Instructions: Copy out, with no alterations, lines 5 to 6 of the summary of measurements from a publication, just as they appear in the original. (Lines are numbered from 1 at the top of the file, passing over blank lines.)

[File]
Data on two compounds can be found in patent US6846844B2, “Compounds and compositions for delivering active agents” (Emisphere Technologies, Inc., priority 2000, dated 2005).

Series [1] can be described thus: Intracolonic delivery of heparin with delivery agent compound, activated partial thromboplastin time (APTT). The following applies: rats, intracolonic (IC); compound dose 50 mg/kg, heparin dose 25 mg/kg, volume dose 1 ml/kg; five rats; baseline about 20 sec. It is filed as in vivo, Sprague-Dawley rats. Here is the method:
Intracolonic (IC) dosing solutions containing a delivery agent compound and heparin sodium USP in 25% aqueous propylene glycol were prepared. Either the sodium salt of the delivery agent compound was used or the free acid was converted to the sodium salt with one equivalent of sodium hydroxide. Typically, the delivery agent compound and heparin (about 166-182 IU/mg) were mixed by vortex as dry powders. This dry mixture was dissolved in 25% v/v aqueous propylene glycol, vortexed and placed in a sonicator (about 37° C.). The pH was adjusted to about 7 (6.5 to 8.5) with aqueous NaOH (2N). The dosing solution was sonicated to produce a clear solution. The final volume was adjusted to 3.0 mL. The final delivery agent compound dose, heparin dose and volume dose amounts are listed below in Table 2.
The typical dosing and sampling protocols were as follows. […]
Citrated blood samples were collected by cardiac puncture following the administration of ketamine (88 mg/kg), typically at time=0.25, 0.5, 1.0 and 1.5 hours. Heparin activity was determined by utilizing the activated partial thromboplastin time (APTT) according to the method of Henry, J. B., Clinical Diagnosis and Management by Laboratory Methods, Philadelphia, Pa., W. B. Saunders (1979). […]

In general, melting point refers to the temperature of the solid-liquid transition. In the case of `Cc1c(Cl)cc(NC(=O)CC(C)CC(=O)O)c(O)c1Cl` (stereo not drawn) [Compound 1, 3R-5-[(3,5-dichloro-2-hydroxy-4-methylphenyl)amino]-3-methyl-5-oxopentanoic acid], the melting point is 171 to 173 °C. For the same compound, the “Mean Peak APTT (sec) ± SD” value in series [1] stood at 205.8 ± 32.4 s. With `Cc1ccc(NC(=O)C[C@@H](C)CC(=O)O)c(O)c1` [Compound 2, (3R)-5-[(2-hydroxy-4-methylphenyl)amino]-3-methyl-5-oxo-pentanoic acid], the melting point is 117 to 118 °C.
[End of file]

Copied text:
Citrated blood samples were collected by cardiac puncture following the administration of ketamine (88 mg/kg), typically at time=0.25, 0.5, 1.0 and 1.5 hours. Heparin activity was determined by utilizing the activated partial thromboplastin time (APTT) according to the method of Henry, J. B., Clinical Diagnosis and Management by Laboratory Methods, Philadelphia, Pa., W. B. Saunders (1979). […]

In general, melting point refers to the temperature of the solid-liquid transition. In the case of `Cc1c(Cl)cc(NC(=O)CC(C)CC(=O)O)c(O)c1Cl` (stereo not drawn) [Compound 1, 3R-5-[(3,5-dichloro-2-hydroxy-4-methylphenyl)amino]-3-methyl-5-oxopentanoic acid], the melting point is 171 to 173 °C. For the same compound, the “Mean Peak APTT (sec) ± SD” value in series [1] stood at 205.8 ± 32.4 s. With `Cc1ccc(NC(=O)C[C@@H](C)CC(=O)O)c(O)c1` [Compound 2, (3R)-5-[(2-hydroxy-4-methylphenyl)amino]-3-methyl-5-oxo-pentanoic acid], the melting point is 117 to 118 °C.